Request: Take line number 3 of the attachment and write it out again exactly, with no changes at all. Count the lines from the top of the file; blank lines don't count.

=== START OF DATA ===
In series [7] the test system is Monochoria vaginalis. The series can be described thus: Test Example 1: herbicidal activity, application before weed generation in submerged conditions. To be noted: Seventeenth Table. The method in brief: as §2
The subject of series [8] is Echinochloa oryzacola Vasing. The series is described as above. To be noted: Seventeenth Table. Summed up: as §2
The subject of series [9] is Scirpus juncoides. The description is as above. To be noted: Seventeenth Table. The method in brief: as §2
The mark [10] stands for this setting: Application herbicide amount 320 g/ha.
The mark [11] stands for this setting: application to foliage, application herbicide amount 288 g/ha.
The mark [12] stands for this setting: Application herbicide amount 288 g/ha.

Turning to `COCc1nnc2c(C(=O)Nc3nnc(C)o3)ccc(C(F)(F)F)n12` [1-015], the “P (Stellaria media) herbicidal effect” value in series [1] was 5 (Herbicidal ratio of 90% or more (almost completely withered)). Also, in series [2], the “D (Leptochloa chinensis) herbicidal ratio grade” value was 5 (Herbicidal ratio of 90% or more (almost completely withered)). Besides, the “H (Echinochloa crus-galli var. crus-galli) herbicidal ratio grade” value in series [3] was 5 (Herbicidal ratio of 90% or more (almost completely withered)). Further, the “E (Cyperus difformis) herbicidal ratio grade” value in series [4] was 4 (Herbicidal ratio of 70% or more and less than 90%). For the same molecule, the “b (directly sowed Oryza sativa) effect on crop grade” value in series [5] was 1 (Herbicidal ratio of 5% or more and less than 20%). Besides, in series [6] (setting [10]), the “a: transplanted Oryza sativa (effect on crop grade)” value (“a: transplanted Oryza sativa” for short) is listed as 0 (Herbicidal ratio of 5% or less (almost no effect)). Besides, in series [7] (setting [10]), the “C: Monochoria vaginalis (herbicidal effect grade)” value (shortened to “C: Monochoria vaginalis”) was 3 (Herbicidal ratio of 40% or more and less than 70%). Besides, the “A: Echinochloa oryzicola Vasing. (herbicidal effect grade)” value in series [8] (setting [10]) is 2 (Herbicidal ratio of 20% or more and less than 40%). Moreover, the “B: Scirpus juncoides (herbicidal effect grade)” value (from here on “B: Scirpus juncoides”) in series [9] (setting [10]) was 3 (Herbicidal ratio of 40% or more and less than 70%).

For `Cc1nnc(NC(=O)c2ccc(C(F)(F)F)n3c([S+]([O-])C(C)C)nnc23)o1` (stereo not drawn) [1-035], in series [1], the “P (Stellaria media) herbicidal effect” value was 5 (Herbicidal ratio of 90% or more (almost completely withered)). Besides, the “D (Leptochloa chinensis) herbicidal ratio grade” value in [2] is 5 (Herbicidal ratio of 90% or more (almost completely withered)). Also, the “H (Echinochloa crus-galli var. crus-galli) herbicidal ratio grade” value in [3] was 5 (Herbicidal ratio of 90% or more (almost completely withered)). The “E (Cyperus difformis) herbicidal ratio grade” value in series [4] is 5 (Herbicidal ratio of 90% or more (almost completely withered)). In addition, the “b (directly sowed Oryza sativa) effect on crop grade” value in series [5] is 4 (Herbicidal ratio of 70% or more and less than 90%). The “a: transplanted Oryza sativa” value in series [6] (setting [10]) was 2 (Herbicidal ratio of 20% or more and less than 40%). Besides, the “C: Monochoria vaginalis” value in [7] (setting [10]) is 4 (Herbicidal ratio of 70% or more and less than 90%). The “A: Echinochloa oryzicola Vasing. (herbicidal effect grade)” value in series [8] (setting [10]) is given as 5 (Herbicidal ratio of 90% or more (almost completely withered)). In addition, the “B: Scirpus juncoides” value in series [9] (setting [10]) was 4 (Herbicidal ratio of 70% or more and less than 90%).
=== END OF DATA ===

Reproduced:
The subject of series [9] is Scirpus juncoides. The description is as above. To be noted: Seventeenth Table. The method in brief: as §2